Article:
What Guacamole Can Teach Us About Content Marketing
What do guacamole and content marketing have in common? Columnist Quinn Whissen shares the key ingredients marketers need for a successful content strategy.
Let’s talk about guacamole.
No, really. Let’s…
The green, fresh delicious mush that we all crave — that dissolves in our mouth and is the perfect companion to the tortilla chip and a friend to the margarita. We all love it, and we can’t get enough of it.
Now let’s talk about content marketing. Maybe not as delicious as our green, gooey favorite, but just as desirable. A crop of blog posts and thoughtful strategies can equal success for the most consistent of marketers. The phrase “content marketing” is the subject of much discussion in the digital realm and is touted as the best and most relevant way to engage with customers, old and prospective.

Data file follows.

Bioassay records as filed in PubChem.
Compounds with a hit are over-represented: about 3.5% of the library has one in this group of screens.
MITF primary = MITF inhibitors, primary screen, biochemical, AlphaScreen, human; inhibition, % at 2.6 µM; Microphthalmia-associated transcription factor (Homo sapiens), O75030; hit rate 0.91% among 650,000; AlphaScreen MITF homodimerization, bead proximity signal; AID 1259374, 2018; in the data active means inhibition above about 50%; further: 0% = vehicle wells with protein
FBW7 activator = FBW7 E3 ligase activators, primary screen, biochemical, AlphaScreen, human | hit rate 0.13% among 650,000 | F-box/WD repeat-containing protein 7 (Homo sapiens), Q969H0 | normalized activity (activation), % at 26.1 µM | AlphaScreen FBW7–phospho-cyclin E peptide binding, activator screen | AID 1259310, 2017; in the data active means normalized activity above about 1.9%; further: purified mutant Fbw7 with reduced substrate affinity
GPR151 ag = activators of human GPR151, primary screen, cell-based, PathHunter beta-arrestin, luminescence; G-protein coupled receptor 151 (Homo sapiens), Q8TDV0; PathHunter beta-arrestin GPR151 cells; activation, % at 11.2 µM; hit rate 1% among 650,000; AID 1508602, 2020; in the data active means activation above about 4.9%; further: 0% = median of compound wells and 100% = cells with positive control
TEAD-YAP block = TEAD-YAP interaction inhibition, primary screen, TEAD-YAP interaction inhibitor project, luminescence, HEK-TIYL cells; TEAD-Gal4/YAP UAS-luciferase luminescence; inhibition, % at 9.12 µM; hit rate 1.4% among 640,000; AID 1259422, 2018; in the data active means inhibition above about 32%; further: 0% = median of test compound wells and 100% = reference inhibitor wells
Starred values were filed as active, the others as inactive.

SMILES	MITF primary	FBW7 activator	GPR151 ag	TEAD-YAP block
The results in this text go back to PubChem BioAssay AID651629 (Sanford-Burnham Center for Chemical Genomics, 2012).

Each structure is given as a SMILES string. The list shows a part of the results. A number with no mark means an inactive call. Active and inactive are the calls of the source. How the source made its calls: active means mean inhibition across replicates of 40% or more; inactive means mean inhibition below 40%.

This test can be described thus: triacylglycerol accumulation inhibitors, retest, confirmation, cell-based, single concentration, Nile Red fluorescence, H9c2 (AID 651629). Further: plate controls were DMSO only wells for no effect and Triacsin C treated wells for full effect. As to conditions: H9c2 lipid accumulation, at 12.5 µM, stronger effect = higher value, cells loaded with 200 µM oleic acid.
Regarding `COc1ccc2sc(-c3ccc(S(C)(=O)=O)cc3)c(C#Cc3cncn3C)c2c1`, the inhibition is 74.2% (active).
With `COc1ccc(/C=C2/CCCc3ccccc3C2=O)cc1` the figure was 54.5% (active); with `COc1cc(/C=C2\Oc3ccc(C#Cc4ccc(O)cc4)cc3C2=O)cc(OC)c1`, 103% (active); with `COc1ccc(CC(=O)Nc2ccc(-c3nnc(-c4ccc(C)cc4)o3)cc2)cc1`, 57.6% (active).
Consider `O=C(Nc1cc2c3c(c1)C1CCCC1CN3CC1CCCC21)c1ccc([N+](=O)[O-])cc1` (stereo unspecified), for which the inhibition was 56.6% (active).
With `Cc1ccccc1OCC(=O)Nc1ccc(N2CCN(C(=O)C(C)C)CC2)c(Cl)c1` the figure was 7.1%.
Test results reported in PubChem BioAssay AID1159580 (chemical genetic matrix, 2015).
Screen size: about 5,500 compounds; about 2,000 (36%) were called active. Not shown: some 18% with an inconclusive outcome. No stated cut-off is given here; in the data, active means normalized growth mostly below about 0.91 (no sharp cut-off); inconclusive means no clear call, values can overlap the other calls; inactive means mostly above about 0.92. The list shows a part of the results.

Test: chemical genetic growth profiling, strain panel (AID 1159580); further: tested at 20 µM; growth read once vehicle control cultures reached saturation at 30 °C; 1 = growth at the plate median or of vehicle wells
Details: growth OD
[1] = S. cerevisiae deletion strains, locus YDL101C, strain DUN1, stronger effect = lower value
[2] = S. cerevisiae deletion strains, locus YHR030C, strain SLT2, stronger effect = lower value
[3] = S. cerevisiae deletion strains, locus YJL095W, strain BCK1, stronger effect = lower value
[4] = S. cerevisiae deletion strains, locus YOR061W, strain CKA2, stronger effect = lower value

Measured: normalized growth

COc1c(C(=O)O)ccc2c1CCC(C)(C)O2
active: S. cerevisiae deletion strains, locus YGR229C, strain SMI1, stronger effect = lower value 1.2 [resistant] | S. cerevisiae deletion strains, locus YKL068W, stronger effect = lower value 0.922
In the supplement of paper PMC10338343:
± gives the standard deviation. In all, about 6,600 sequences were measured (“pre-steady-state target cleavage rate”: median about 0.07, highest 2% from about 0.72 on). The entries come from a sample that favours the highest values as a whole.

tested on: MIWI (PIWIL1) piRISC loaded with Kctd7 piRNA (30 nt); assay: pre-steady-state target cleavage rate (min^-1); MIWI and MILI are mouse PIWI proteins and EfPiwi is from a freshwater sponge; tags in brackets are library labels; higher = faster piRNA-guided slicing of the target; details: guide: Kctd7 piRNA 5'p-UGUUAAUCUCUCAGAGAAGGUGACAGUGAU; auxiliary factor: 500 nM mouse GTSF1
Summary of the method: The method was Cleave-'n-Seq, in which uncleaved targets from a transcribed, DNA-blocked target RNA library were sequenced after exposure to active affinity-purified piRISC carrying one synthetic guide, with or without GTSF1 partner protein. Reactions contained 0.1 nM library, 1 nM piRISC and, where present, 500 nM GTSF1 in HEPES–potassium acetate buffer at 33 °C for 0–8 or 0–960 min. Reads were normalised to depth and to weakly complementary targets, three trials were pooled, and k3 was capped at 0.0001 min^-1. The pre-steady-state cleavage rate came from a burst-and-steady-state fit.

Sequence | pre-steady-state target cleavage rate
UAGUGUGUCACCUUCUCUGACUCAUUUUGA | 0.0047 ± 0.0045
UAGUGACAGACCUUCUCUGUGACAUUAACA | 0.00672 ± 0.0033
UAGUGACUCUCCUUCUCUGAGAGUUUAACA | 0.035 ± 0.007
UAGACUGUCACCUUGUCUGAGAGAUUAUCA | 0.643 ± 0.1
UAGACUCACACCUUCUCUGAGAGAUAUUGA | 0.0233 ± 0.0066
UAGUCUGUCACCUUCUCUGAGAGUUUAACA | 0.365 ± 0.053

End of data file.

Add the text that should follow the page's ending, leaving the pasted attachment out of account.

The Content-Guacamole Link
So what do guacamole and content marketing have anything whatsoever to do with one another? (I know you’re wondering that at this point. Or you’re just hungry.) Either way, this really all has to do with one type of guacamole: Chipotle’s.
If you haven’t heard already, Chipotle recently released a full recipe of its tasty guacamole. The Internet reverberated with the news in every corner, and it seemed you couldn’t get away from this “hangry” post on Twitter, that avocado image on Facebook, and so on.
Oh, I cannot wait to try this! Chipotle Released Its Guacamole Recipe (For No Extra Charge) http://t.co/FD1lnS5oj0
— L. Marie (@LiteraryMarie) May 22, 2015
That’s kind of the the point, though, isn’t it?
This piece of “content” was highly useful to Chipotle’s hordes of followers who want to mimic the chain’s guac goodness at home. The key word here is useful — not groundbreaking. But it didn’t have to be. Guacamole isn’t that hard to make, and Chipotle’s version is pretty similar to every other recipe out there.